Tutorial on making Covers

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Revision as of 18:54, 10 August 2013 by TriciaG (talk | contribs) (Step 7)
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Step 1

Is there a particular project on LibriVox, you want to make a cover for? Just do it!
If you’d like to make a cover, but you don’t know for what book, you can visit this page. Here you’ll find all projects that currently are coverless. You can choose whatever project you want. No need to tell us; just do it.

In this tutorial I’m not going to tell you how to make the design. There are too many different ways to do it, depending on the software you have.
Finding material for the cover is a bit tricky. We will release your cover in the Public Domain. This means that everything you use should be in the Public Domain too. No restrictions are allowed. Even if the source of the material only asks to be acknowledged, we cannot use it.
You’ll find a list of possible sources for cover art on our wiki. Sometimes the original e-book (link on the catalog page) already has nice pictures. And of course you can google for pictures. Don’t forget to check the PDness!

For this tutorial I decided to make a cover for The Woodpeckers, by Fanny Hardy Eckstorm and so I started with making this:

Woodpeckers 1204 groot.jpg

The size in this case is 600 by 600 pixels. You’ll need it in a size like this later on, so keep it somewhere safe.
There are a few things to point out here:

  • We like to see the LibriVox logo on the front of the cover. It’s available for download from the wiki in 6 different file formats;
  • The size should always be taken in pixels and not in dpi (dots per inch), inches, millimetres, picas or points, feet, yard, miles, centimetres, meters, kilometres or whatever. (In my drawing program I can choose all these and even four more!) The dpi-thing is something completely different and can safely be ignored.

Step 2

From this design we now make two graphics:

Woodpeckers 1204 groot.jpg Woodpeckers 1204 groot.jpg

The first one is 300 by 300 pixels and is called woodpeckers_1205.jpg
The second one is 150 by 150 pixels and is called woodpeckers_1205_thumb.jpg
The format for the filenames is important, because of the way we put the covers in the database.
The first part of the filename is taken from the title of the project. The second part is the date (YYMM).

Depending on the software you use, there are two ways to make these graphics:

  • Resize the picture to the size you want and export it to jpg;
  • Export the original picture to jpg, and tell the export dialog what size you want.

When you check the file sizes you’ll see that the 300 by 300 version will have a size of 70 to 150 kB and the small one will be between 10 and 60 kB.

Step 3

To make the set complete, we now make a pdf like this:


The easiest way of doing this is by using a template from the wiki.
In this case I used the word-template, but the open office version is the same.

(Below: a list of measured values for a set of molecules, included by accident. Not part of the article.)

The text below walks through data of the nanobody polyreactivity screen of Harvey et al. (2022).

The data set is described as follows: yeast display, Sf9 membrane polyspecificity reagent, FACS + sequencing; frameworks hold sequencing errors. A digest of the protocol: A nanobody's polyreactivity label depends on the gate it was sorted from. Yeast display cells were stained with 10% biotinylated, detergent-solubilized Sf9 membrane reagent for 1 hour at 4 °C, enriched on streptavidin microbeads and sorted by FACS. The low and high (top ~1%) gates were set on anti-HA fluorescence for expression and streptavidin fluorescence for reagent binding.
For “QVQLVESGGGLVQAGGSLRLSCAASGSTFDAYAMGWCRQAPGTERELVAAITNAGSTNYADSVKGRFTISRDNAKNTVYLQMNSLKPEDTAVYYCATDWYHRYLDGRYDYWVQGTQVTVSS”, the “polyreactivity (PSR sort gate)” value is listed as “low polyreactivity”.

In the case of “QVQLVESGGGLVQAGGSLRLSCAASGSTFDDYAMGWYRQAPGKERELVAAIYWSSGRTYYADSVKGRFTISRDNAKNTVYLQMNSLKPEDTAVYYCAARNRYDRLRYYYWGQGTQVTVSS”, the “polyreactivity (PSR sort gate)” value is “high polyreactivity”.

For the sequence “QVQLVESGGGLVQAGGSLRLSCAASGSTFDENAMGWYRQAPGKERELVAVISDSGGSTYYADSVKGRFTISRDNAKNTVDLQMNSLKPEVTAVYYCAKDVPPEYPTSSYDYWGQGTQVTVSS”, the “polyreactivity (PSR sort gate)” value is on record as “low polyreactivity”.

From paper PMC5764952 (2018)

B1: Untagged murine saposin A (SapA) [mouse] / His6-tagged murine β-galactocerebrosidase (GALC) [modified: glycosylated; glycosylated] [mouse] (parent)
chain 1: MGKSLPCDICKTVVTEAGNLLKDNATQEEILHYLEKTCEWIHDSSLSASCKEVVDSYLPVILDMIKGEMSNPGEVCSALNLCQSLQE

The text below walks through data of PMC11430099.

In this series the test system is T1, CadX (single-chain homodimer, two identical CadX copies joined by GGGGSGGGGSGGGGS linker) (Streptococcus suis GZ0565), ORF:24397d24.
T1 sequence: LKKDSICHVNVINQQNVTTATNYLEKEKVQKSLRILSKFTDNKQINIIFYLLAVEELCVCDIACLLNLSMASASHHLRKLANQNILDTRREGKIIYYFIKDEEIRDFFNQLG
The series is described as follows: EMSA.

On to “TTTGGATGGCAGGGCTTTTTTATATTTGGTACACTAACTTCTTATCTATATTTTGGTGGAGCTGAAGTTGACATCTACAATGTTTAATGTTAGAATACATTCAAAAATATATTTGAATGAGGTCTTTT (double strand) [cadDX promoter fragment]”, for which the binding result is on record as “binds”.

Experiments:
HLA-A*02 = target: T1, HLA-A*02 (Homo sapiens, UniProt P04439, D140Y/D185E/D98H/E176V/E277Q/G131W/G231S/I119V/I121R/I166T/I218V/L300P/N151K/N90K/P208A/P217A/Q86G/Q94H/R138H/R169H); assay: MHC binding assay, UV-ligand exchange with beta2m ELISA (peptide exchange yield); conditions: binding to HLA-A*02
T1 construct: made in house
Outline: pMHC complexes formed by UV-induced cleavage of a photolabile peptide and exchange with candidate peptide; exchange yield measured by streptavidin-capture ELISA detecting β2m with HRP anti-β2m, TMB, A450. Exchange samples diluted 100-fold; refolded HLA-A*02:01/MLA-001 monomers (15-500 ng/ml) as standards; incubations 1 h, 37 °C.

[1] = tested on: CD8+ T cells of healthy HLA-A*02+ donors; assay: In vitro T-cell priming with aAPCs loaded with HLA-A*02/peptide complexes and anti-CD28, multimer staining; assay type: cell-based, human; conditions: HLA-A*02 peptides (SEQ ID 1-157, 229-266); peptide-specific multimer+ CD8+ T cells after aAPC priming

There are other templates (for slim cases or origami covers). You can choose whatever you fancy. It would be ok to do more than one, but they should all be in the same pdf-file in the end, for we can only catalog one.

What to put on the pdf?
On the front you should use the original size cover. The 300 by 300 version is not good enough.
For the back side there are almost no rules. Just explore the many covers we already have and see what others have done. Make something you like! Here are some examples from Phil, Janette, Kathryn, Annise, Hokuspokus and Dirk.

The only two things we need:

  • We do need to know where the picture comes from. Remember: the picture should be in the public domain; no restrictions may apply. In the example above, this info is on the fifth line from the bottom.
  • You’ll have to state that everything LibriVox does goes into the public domain, including this cover.

Step 4

Now it’s time to save the pdf.
In Open Office and the newest versions of MSWord, you can do that directly from the save as menu item.
In older versions of MSWord and in many other programs, you’ll need a pdf maker.
I use CutePDF Writer (find it on Google) which works as a printer driver.
The filename should be: woodpeckers_1205.pdf
The size of the file can sit between 100 and 600 kB. When you’re far off, you have to adjust the pdf settings.

Step 5

You now have the three files we need:

You can send the cover to us now or you can make more covers first.
When you’re ready, put all the files in one zip.

Step 6

We also ask you to make the code we need for cataloging. It’s easy to do. Just use: http://librivox.nl/librivoxcovers.htm.
Fill in the file name without the extension (in our case: woodpeckers_1205) and the LibriVox-catalog url. Click Add Code.
If you have more covers, then repeat this for all of them.
Now you can copy both blocks of code to a single txt-file (that you can add to the zip) or you can add this code to a post in the forum.

Step 7

Next step is to upload the zip to LibriVox. You can do that the same way as with audio files:

(If you have trouble reading the image above, please message an admin)
  • You'll need to select the MC, which for this project is: covers - covers
  • When your upload is complete, you will receive a link - please post it in this thread.

Step 8

The final step is to go to the forum: Volunteers Wanted: Other Projects / New! Volunteer CD Covers! - cont.
There you post:

  • the link provided by the uploader,
  • the urls from the projects you made the covers for,
  • and the code you made for cataloging if you didn’t put that code in the zip already.

An admin will come along to add your covers to the database.